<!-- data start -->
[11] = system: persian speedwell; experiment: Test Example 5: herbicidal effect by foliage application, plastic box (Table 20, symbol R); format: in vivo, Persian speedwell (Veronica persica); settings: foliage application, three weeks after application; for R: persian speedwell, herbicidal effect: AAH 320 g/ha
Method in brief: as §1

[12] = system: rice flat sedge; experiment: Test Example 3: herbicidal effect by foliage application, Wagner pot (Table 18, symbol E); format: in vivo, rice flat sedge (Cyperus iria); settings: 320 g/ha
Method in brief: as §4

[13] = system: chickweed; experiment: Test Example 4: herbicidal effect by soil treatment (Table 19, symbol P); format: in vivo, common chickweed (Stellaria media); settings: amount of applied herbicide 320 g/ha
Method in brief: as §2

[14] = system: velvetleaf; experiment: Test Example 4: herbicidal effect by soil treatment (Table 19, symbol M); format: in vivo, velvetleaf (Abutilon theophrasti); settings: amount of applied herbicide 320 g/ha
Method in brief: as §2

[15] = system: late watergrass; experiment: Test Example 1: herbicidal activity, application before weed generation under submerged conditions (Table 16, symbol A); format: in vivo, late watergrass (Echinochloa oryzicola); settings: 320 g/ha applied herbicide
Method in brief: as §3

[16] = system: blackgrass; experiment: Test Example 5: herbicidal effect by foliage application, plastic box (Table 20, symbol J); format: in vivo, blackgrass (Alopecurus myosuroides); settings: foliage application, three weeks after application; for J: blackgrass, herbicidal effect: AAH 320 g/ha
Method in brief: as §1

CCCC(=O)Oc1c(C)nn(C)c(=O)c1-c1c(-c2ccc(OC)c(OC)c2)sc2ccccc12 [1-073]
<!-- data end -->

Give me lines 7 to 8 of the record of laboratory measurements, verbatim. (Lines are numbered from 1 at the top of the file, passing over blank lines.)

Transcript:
[14] = system: velvetleaf; experiment: Test Example 4: herbicidal effect by soil treatment (Table 19, symbol M); format: in vivo, velvetleaf (Abutilon theophrasti); settings: amount of applied herbicide 320 g/ha
Method in brief: as §2